The StreamAlg repository contains the source code artifact that accompanies the Streams à la carte: Extensible Pipelines with Object Algebras paper, to appear at the 29th European Conference on Object-Oriented Programming (ECOOP'15).
We address extensibility shortcomings in libraries for lazy-streaming queries with a new design. The architecture underlying this design borrows heavily from Oliveira and Cook's object algebra solution to the expression problem, extended with a design that exposes the push/pull character of the iteration, and an encoding of higher-kinded polymorphism.
In this library we apply our design to Java and show that the addition of full extensibility is accompanied by high performance, matching or exceeding that of the original, highly-optimized Java streams library.
In this repository we present a fundamental set of sequential operators
Additionally we present the behaviors that are discussed in the paper: push, pull, fused pull, logging, id (for blocking terminal operators), future (for non-blocking terminal operators).
The project runs with Java 8.
Clone the project:
git clone email@example.com:biboudis/streamalg.git
The project is built with maven and its dependencies are automatically resolved: Guava, JMH and JUnit. To run the test suite simply run:
The tests cover all examples included in the paper (operators, behaviors) and cases used as motivation as well. The
streams package is covered at: 87% classes, 90% methods, 91% lines.
Benchmarks are reproduced by executing:
The basic packages of this artifact are the following:
The following factories implement different combinations of behaviors:
The types that participate in higher-kinded polymorphism scenarios are:
The encoding appears in the
streamalg/fluent/Stream.scala we describe a
possible solution of obtaining fluent APIs of Streams a la carte in C# and Scala.
run_benchmarks.sh script simply builds the JMH benchmarks über-jar and then uses the command line interface
of JMH to pass the arguments of the experiments. The script will run all benchmarks in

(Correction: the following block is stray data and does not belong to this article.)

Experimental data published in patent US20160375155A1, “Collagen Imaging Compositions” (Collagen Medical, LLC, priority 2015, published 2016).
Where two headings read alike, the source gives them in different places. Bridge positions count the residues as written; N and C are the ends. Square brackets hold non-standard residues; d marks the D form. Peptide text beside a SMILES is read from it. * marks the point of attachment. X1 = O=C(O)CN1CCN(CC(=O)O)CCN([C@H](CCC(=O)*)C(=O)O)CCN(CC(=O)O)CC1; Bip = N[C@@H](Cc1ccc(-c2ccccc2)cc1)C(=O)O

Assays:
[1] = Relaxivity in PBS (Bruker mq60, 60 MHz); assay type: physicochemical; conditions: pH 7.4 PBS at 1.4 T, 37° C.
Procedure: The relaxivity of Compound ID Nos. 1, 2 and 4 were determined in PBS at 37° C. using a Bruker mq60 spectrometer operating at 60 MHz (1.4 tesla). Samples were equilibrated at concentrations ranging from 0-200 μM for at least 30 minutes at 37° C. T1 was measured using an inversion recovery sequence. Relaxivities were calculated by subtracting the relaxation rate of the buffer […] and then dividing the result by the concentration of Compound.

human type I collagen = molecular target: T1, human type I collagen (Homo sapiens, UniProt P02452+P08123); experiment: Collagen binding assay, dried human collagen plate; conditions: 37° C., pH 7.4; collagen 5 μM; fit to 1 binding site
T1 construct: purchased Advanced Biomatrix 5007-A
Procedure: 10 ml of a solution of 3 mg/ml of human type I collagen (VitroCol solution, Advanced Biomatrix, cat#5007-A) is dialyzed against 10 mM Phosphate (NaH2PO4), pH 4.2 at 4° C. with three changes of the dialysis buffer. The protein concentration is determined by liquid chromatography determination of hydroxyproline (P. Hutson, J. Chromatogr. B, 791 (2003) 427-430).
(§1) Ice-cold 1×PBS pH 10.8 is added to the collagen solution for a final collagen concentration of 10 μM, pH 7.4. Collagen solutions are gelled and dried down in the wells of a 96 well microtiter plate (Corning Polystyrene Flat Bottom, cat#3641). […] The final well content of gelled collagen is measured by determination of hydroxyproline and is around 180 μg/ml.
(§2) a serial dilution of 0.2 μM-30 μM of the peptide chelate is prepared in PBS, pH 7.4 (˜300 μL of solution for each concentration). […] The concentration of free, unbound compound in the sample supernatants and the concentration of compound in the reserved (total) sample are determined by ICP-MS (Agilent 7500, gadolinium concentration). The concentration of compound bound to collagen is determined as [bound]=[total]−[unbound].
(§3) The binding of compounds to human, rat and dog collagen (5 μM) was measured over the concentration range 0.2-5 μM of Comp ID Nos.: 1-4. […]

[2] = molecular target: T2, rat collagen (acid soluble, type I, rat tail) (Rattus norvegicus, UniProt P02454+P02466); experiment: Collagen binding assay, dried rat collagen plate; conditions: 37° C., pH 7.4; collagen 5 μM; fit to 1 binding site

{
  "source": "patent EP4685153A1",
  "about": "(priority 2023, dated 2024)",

streamalg/src/main/java/benchmarks/* and their description is included in the paper.
The user can run the benchmark script as is or by passing a regular-expression for filter to select only some of them. The
micro-benchmark suite can be passed the number of elements
N for map, count, operations with large number of elements,
that is used for cart and limit/take examples.
N_limit is used as the parameter for
F is used for
benchmarks with fused pipelines.
For more information on JMH the user can run it directly,
e.g., to get the help dialog
java -jar target/microbenchmarks.jar -h.
We omitted baseline tests from the paper (although we included them in the repo) as the focus of the paper is not on comparing hand-optimized tight loops with streaming pipelines. We have investigated this in previous work (http://arxiv.org/abs/1406.6631) and it is something that we would like to investigate about the OpenJDK specifically in the immediate future.
We include three basic categories of benchmarks: basic pipelines with various combinations about both Pull and Push algebras,
fused pipelines to exercise map and filter fusion and help with the comparison between the non-fused pipelines,
iterator pipelines to demonstrate differences of the Pull algebra and the obtaining of an iterator from Java 8 Streams
and take pipelines (the
take operator is the same as the
limit operator in Java 8 Streams).